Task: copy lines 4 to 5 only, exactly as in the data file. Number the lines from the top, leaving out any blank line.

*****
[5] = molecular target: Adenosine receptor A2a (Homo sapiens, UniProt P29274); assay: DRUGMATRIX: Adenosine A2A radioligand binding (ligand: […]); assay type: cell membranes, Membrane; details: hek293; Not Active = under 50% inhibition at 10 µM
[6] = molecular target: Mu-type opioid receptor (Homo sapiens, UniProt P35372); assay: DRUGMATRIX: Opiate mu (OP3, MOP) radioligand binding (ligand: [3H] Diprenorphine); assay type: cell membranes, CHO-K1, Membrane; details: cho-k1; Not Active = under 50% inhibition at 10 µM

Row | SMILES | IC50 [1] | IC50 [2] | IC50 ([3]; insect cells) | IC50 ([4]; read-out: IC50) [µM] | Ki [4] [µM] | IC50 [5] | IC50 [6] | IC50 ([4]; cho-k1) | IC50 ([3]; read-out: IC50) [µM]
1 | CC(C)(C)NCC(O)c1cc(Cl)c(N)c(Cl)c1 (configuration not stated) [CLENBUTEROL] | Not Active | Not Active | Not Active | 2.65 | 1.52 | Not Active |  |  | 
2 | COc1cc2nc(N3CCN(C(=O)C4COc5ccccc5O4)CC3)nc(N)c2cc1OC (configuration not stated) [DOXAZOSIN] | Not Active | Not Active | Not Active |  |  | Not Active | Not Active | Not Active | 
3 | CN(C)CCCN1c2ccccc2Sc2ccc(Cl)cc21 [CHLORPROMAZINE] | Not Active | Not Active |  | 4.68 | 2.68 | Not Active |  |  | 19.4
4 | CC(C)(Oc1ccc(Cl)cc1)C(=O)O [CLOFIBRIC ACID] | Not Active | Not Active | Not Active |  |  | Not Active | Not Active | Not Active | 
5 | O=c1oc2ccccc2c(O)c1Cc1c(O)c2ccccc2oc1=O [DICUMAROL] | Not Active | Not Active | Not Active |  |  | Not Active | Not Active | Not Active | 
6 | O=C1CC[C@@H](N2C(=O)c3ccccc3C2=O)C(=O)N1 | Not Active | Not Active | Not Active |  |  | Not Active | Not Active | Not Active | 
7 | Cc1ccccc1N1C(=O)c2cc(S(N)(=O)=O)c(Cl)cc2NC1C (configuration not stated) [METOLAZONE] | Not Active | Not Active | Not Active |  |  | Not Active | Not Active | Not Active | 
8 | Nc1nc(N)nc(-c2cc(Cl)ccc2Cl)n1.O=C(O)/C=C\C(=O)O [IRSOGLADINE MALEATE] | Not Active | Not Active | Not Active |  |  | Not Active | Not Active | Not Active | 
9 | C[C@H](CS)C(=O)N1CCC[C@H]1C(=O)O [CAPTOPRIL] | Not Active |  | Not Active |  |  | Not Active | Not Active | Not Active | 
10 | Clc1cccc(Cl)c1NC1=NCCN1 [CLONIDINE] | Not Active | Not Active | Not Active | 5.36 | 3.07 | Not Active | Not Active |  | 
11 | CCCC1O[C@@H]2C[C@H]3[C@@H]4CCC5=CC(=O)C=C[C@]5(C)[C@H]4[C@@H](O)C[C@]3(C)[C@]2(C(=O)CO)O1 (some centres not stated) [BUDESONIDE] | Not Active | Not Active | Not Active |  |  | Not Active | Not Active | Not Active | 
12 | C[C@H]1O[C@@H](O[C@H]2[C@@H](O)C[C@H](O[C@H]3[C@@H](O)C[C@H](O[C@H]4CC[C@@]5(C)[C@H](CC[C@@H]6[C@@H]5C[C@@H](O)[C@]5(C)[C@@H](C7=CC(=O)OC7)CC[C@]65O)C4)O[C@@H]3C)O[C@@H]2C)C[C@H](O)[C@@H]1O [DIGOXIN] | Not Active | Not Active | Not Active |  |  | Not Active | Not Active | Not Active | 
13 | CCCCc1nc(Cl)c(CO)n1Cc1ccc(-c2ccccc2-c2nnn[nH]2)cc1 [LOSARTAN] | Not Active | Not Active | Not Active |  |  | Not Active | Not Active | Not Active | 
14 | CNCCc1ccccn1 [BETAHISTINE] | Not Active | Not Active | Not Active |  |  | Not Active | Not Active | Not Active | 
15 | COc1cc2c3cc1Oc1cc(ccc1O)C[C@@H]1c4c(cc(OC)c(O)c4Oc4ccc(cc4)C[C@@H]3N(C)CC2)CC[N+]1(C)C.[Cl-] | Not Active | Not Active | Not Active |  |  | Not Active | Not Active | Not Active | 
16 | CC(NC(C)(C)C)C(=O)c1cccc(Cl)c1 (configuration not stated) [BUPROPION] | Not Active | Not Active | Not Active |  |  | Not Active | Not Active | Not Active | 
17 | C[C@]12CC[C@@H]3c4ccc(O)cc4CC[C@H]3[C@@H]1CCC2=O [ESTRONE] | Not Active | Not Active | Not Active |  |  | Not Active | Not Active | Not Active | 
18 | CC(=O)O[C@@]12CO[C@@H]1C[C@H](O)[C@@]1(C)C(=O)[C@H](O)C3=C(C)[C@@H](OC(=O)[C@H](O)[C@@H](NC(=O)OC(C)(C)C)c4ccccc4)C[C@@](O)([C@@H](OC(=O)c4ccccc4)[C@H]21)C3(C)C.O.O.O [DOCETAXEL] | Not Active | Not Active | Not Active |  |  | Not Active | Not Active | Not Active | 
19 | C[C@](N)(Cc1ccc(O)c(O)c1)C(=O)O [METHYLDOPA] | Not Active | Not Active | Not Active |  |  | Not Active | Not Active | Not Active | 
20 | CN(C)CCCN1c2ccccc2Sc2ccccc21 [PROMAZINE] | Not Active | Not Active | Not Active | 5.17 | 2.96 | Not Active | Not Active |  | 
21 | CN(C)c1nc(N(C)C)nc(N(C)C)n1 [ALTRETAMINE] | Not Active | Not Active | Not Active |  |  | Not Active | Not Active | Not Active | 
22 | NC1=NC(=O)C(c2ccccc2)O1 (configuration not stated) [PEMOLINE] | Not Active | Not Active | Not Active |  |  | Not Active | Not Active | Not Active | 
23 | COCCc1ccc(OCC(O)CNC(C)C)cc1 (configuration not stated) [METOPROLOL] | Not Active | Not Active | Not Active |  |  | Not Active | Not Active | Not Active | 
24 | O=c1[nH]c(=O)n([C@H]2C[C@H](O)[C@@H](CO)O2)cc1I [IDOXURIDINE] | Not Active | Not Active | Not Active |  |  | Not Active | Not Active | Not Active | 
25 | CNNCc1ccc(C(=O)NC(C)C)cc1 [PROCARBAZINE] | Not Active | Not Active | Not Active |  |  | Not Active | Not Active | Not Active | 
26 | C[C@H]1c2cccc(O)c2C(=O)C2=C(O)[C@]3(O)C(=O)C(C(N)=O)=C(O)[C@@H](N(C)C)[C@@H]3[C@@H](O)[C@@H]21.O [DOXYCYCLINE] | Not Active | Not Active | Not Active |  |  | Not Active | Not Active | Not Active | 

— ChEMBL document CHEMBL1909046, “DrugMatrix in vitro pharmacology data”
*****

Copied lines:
1 | CC(C)(C)NCC(O)c1cc(Cl)c(N)c(Cl)c1 (configuration not stated) [CLENBUTEROL] | Not Active | Not Active | Not Active | 2.65 | 1.52 | Not Active |  |  | 
2 | COc1cc2nc(N3CCN(C(=O)C4COc5ccccc5O4)CC3)nc(N)c2cc1OC (configuration not stated) [DOXAZOSIN] | Not Active | Not Active | Not Active |  |  | Not Active | Not Active | Not Active | 